blog post - landlord full screening

7 Reasons Every Landlord Needs a Full Screening Process

Landlords have two primary concerns when it comes to tenants. First of all, they want to always be sure that a tenant is going to get his or her rent and utility payments in on time. No landlord wants to bother a tenant incessantly about an overdue rent check or chase down a former resident who leaves the property with outstanding debts. Secondly, landlords want to be sure that a tenant will respect their property, follow all rules and policies, and generally keep the place in good condition. Re-painting, re-carpeting, and otherwise repairing a house or apartment is not only a costly proposition, but can be a time-consuming inconvenience as well.

In short, a landlord sees the perfect tenant as someone who pays their bills on time and treats the property they are renting like it is their own. Because these are the two main qualities landlords are looking for, they are also the facets that most landlords will focus on while interviewing and screening tenants. However, there is more to finding this so-called “perfect tenant” than simply asking them if they will pay rent in a timely fashion and take care of the property. After all, tenants can lie in an interview or on an application to present themselves as the perfect tenants even when they are far from it.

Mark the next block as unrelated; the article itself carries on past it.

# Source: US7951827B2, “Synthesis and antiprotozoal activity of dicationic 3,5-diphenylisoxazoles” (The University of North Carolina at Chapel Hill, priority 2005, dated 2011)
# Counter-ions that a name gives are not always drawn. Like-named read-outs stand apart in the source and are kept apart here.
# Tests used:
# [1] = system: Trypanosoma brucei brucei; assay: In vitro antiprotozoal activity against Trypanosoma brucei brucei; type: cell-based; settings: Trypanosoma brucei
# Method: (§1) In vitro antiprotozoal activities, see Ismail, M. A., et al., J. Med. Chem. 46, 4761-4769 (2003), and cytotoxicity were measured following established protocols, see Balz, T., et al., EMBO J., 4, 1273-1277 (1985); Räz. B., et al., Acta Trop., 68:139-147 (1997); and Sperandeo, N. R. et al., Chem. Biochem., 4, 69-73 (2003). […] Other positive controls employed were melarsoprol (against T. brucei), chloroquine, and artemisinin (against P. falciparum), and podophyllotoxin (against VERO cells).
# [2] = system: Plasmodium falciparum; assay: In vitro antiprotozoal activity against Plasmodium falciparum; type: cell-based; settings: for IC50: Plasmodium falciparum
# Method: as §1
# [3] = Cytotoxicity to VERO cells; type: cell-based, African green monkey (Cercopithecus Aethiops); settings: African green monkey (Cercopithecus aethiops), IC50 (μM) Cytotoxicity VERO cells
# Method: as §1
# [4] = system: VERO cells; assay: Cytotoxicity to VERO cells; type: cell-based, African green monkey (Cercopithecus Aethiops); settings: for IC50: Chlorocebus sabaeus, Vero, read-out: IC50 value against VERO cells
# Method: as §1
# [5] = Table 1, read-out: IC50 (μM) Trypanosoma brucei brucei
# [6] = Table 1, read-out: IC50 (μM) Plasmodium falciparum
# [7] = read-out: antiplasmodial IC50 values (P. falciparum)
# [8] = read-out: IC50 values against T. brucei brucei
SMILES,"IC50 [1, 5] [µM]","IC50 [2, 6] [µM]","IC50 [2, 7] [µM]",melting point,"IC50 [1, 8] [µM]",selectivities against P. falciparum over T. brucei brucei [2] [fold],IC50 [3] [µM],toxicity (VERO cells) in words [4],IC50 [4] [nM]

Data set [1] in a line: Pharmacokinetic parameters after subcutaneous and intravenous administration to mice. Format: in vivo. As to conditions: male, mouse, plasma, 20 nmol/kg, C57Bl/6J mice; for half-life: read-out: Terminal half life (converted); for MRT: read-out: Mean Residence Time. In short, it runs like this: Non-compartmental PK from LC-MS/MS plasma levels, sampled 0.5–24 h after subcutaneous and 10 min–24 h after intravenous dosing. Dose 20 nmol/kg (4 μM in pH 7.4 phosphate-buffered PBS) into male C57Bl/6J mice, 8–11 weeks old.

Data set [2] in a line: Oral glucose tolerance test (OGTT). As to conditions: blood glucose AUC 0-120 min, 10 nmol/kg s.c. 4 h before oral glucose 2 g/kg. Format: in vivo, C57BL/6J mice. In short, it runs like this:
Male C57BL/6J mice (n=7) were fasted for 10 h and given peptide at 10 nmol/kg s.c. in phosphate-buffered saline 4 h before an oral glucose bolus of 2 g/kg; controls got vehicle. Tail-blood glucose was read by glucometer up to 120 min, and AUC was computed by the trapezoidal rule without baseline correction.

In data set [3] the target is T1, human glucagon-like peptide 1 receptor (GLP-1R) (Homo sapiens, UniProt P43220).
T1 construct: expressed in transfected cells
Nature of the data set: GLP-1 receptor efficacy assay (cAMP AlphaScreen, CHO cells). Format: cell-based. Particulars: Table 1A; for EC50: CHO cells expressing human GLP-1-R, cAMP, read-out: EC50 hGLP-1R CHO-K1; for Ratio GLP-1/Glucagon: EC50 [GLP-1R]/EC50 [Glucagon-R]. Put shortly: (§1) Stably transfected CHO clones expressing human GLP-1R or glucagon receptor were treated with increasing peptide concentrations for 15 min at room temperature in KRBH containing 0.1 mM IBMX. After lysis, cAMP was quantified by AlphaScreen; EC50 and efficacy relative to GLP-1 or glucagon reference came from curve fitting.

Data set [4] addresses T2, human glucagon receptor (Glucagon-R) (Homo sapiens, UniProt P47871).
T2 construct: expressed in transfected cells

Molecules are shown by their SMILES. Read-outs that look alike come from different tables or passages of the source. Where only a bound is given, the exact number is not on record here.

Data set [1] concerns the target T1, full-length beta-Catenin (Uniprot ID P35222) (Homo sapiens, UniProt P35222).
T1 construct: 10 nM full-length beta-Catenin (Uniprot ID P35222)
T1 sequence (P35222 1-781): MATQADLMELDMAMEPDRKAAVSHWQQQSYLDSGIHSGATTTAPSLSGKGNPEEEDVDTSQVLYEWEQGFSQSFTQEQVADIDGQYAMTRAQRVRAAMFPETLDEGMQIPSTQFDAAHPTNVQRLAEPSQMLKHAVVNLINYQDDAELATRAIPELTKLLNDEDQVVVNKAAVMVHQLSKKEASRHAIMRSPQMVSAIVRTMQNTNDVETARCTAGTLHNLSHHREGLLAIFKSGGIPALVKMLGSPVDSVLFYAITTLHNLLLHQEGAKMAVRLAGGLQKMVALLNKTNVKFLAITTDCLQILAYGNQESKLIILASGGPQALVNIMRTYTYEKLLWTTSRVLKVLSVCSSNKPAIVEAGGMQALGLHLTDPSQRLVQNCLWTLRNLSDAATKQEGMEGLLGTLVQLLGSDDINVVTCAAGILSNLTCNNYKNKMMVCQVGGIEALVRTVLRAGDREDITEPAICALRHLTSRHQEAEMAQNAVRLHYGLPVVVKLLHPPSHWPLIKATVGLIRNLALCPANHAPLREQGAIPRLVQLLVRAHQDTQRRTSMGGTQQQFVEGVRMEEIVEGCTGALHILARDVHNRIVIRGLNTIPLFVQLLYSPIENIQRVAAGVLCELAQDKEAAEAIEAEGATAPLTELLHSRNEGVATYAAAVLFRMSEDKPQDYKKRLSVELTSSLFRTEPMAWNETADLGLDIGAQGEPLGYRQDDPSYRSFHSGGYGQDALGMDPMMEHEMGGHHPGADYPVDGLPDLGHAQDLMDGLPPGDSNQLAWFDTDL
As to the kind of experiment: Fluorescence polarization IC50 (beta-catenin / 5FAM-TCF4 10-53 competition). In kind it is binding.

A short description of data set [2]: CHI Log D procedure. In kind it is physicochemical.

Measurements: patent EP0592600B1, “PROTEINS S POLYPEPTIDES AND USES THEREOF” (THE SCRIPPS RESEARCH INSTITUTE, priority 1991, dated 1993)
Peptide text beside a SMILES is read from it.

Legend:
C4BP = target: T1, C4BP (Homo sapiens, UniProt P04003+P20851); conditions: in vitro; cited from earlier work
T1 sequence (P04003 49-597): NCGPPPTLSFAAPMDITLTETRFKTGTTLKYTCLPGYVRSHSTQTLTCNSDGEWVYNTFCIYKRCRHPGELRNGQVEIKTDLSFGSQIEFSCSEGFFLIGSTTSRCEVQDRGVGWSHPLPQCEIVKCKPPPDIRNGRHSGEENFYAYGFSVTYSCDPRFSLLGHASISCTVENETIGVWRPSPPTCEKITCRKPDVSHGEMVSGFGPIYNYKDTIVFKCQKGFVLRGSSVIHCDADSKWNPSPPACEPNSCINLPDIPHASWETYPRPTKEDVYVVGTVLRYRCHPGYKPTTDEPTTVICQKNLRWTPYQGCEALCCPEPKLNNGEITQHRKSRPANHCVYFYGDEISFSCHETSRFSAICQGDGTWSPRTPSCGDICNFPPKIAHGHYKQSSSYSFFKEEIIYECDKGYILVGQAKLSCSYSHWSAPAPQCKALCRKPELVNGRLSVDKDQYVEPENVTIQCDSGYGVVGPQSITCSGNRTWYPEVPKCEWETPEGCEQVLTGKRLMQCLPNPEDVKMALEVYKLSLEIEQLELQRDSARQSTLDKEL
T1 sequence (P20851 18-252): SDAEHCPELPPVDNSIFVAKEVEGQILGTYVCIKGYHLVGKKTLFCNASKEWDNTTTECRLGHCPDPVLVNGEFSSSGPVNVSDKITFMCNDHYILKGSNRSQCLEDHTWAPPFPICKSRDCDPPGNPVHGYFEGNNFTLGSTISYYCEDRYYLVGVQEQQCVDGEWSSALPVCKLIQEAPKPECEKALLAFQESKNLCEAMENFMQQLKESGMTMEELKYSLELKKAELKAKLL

With these things in mind, all landlords should make a point of putting their prospective tenants through a meticulous and comprehensive screening process. From detailed tenant applications to criminal background checks and from in-depth in-person interviews to talks with employers or previous landlords, a landlord who truly wants to find a perfect tenant should be willing to go the whole nine yards. Need more convincing? If you are thinking about renting out an apartment, a house, or some other property that belongs to you, the 7 reasons below should give you cause to check your prospective tenants fully before handing over a key and entering into a lease.

1. It will help you to learn whether or not your tenant may be dangerous: One thing that a landlord absolutely shouldn’t have to deal with is a tenant that presents a threat to their safety or to the safety of other tenants. Most landlords run a criminal background check on their prospective tenant for precisely this reason. A tenant with a violent history – or a tenant featured on a registered sex offender registry – can present a liability risk that isn’t worth taking. When you run a background check on a prospective tenant, be discerning. Don’t simply disqualify anyone with a criminal record from consideration. Instead, consider giving a tenant a shot if his or her discretions are minor or happened a long time ago. When it comes to more serious crimes, use your gut: if you’d feel uncomfortable dealing with a person on a day-to-day basis, then don’t rent your property to them.

2. It provides a picture of their financial history: In addition to a criminal background check, be sure to run a credit check of your prospective tenants. If you want to find a tenant who pays rent on time and won’t try to run out on bill, then you can learn a lot of the information you are looking for from a credit check. Heaps of credit card debt and unpaid loans or a record full of late payments serve as a pretty solid indicator of a tenant who won’t be able to keep up on rent payments.